Of the more than 400,000 children currently in foster care in the United States, less than 10 percent will graduate from college, according to fostercareforsuccess.com. Alexis and Justin Black are among that small percentage who have graduated from college, and they want to use their success at defying the odds to help others do the same.
So they wrote a book together, Redefining Normal: How Two Foster Kids Beat the Odds and Discovered Healing, Happiness and Love, which has allowed them to share their story with others and opened the doors to much more.
Alexis, 27, and Justin Black, 24, met at Western Michigan University in 2016 when Alexis (then Alexis Lenderman) was a junior and Justin was a freshman and both were a part of the Seita Scholars program, which supports WMU students who have been in foster care. They lived in the same dorm (which happened to be the same dorm where Alexis’s adoptive parents met in their first year at WMU) and bonded over their upbringings and experiences in the foster-care system. They married in August 2020.
Alexis and Justin were both placed in foster care at a young age. Justin, who grew up in Detroit, entered the system at 9 and lived in several different homes with, and apart from, his family at different times. Alexis, who was raised in Flint, suffered from years of physical and emotional abuse at the hands of her biological family. She was placed into foster care with a couple who later adopted her.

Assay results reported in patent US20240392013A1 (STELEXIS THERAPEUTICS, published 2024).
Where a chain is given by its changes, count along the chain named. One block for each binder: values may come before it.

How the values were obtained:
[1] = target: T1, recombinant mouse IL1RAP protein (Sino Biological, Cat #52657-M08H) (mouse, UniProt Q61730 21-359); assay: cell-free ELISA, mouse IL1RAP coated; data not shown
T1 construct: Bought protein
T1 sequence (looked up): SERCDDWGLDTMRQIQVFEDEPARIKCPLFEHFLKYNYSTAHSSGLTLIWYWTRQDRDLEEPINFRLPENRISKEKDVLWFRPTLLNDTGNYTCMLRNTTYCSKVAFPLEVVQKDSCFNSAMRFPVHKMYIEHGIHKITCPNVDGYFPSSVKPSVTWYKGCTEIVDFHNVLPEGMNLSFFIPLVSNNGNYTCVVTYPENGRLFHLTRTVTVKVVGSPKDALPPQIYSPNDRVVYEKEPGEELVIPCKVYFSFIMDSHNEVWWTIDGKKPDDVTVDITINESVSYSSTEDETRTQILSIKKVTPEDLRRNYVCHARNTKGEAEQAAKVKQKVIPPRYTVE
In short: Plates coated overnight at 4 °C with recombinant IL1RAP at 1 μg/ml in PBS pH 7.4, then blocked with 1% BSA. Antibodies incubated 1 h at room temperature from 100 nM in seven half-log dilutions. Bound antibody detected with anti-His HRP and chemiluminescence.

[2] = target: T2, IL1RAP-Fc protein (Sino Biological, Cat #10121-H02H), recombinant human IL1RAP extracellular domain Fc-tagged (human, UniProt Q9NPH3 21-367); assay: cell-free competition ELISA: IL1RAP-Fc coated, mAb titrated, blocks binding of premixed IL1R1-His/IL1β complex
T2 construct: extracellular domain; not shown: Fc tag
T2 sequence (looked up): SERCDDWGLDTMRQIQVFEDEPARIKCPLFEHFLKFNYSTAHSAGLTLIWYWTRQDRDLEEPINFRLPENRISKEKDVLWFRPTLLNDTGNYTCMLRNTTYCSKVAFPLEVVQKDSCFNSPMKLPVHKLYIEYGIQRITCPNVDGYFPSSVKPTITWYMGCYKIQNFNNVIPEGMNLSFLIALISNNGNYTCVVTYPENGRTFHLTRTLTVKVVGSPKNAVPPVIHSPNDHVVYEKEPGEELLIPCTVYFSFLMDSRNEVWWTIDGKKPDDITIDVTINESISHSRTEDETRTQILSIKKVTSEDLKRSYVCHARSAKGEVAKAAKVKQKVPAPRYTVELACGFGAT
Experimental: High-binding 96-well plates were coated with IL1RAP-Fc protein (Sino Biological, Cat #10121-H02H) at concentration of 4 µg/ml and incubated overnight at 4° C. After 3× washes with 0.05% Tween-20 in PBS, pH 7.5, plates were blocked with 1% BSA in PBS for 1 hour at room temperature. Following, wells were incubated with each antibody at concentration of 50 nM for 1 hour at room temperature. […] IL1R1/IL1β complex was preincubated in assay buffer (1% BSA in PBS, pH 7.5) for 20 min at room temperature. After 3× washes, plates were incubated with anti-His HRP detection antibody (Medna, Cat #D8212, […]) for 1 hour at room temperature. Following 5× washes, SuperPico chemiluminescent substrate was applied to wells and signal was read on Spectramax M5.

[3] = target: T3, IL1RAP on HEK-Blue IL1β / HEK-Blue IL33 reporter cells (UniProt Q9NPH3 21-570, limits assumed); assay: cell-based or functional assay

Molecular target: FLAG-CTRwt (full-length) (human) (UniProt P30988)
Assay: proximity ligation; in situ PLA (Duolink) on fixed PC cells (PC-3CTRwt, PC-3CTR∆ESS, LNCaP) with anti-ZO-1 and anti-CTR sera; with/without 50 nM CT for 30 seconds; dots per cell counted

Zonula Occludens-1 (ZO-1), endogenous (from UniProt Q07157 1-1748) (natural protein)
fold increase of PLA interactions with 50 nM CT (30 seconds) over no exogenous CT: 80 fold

“Foster care saved us,” Alexis says. “It got us out of that environment and exposed us to a healthy living situation, stability more than anything, and consistency. We both knew we wanted better, we wanted more, but we had no idea what it looked like. So, when we were taken out of our homes and put into foster families, we were given the opportunity to see that. I think most people need to see by example.”
What the couple say they learned through their experiences is that it is important for people who grow up in such emotionally toxic environments to understand that what they are experiencing is not normal and to reject the abusive patterns they’ve experienced and break the cycle of generational violence and unhealthy behaviors.
“We want them to stop the generational patterns and to be aware of those because so many things can be normalized,” explains Justin. “If someone were to point one of those patterns out to you, you wouldn’t even exactly know or be aware of them. It’s like, ‘That’s what I do. That’s what my family does.’”
“Most people go down a certain pathway in their life, the one that’s set before them by their parents, family, society, whatever it is,” Alexis says. “And you have to decide for yourself: Do you want to continue in that? Or do you want to diverge from that?”
How the couple managed to diverge from their pasts is the focus of Redefining Normal, which they self-published. In the book, the couple share their stories and discuss how they worked to transcend their backgrounds, learned to redefine what love and healthy relationships look like, and overcame the toxic and abusive norms in their lives.
The book, which was released in November 2020, quickly resonated with others. Alexis and Justin found themselves being asked to speak to audiences across the country, and they looked for other ways to share their message.